Sergio Perez may have won the Sakhir Grand Prix, but there was another big story across the weekend. George Russell finally had his opportunity to drive a front-running car, and he did so magnificently. Russell finally proved his supporters right and showed he deserves to be regarded as highly as Max Verstappen and Charles Leclerc as a possible future champion.
Ever since Russell graduated from Formula 2, following his championship-winning campaign in 2018, many tipped him to be a big star. That potential has been somewhat difficult to gauge due to his Williams team being so far down the pecking order. Still, Russell has out-qualified his two Williams teammates at every single race. He has earned the nickname Mr. Saturday.
What has been less clear is how Russell’s race pace is at the top level. When he reaches a Q2 session on a Saturday, he inevitably slides down the order on Sunday thanks to his Williams struggling.
That is not a problem when you drive a Mercedes, though. At the Sakhir GP, Russell did absolutely everything right in his first race for his long-term backer. It was a travesty that he was not rewarded with a win. The 22-year-old Brit showed no signs of feeling pressure, even though he faced his biggest F1 test to date.
Valtteri Bottas may have out-qualified Russell, but seeing as the Finn has driven the W11 over fifteen weekends and two weeks of winter testing, that should’ve been a formality. Yet it was only three-hundredths of a second between Bottas and his pole position and Russell’s second place. A sign of things to come as Russell continued to get comfortable in his temporary black overalls.
Russell’s remarkable Sunday began at the very first second of the race. We’ve seen many drivers slip back when the five lights go out, thanks to a bogged down getaway. Even those used to the car they are driving experience this. Such is the advanced clutch mechanism of a modern-day F1 car. Even Max Verstappen struggled with wheelspin at Turkey, for example. Not so for Russell, who had taken the lead by the time the pack had reached the first corner.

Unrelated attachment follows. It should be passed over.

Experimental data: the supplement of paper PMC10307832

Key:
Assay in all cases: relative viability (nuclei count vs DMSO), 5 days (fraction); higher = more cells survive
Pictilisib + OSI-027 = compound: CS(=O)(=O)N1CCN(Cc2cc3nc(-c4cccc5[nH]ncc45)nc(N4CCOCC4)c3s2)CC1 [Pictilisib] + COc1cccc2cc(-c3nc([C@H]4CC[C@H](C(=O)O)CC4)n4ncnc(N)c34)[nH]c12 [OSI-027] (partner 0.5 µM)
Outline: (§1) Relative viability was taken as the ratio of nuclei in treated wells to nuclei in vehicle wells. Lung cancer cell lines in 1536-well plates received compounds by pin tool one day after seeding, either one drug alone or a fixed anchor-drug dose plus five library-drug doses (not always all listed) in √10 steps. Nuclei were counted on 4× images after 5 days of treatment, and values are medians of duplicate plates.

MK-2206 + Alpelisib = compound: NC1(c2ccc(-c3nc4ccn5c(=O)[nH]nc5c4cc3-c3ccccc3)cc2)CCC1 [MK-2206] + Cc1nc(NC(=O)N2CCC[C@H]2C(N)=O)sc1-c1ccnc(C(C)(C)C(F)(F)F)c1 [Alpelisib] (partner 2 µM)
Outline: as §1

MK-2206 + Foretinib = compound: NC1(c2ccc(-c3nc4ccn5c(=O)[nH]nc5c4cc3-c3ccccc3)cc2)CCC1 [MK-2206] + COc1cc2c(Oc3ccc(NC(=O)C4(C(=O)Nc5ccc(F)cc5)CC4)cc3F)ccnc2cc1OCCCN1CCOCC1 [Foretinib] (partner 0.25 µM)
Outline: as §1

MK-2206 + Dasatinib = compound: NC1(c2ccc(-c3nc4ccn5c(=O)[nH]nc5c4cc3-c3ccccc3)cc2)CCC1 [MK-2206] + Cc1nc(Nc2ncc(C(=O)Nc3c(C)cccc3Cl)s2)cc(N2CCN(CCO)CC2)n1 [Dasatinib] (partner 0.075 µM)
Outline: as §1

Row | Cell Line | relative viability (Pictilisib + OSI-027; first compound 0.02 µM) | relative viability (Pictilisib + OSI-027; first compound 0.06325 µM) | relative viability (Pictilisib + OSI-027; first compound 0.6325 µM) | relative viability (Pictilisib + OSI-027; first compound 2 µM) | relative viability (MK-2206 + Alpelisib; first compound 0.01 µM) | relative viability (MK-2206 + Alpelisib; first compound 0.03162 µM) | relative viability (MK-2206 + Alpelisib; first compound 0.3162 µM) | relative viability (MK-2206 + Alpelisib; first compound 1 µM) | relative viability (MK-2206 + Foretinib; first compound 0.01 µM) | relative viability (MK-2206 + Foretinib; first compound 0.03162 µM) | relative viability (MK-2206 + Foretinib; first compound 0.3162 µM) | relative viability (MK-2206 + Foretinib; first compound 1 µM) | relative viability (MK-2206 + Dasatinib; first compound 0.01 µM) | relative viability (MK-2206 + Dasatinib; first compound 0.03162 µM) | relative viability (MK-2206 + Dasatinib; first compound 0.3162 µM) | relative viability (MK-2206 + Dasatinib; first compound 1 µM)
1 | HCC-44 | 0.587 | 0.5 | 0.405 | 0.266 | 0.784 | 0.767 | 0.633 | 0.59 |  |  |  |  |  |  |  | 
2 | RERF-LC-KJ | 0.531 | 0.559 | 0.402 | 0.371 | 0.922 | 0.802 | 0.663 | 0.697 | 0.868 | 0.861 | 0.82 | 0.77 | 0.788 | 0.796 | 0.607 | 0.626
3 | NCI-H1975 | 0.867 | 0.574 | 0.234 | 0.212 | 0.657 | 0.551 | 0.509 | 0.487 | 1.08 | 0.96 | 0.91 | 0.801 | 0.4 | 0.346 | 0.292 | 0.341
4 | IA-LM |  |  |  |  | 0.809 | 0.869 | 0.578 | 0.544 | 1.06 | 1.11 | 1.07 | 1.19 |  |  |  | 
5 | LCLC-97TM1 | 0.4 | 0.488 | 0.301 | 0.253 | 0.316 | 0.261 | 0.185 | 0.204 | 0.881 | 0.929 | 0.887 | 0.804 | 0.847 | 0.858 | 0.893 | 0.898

What followed was a drive that we are too used to seeing, and therefore may need reminding of how sublime it was. Time and time again, we’ve seen Lewis Hamilton drive out in front while equally maintaining a gap to the sister Mercedes, or a chasing Red Bull behind. That is a difficult skill to quantify; the world champion is simultaneously driving slow enough to get the most life out of his tires and battery while also fast enough not to have a win threatened.
Russell has never been in that position before in Formula One. Though he led many races in the feeder series, the sheer complexity differences between an F1 car and a junior series spec car makes that craft something that can’t be transferred directly to an unfamiliar machine. Russell was learning as he was racing.
Take a moment to appreciate just how comfortable Russell sounded on the radio and appeared on your television screen as he maintained his lead lap after lap. This voice was from the same driver who had to ask where the overtake button was on his steering wheel while still driving faster than anyone else on track.
Just as Perez has found out this year, there is no guarantee that a talented driver can remain in the sport. The Sakhir Grand Prix weekend gave Russell an advertising platform to show any other potential suitors that he is every bit as good as they may have heard.
Handily for Russell, it also gives Mercedes a headache as they must now be wary of the rivals possibly looking to lure George away in the future. Unlike Red Bull’s prolific Junior Team, the Mercedes driver development program has produced no other driver who has actually sat in a Mercedes at a race.
I’m not sure if it’s Russell or F1 fans who are most disappointed to see him back in Williams for the final race of 2020. Fans are desperate to see something other than a Hamilton victory, and putting any driver, be it Vandoorne, Hulkenberg, or Guttierez, in a W11 would be a treat. But Russell won’t want a novelty race; he’ll be most disappointed not to have a chance to take a victory that he must feel he deserves.
However, Russell continues to show maturity beyond his years and will know that the real race is still in its opening laps, and he’s leading by some margin. That is the race to become a Mercedes driver ahead of any other possibilities. After his Sakhir Grand Prix, Russell will be the only consideration to replace Hamilton or Bottas when the time comes. And hopefully, that time comes sooner rather than later for this bright star of Formula One.
Originally published at https://www.fortloc.com.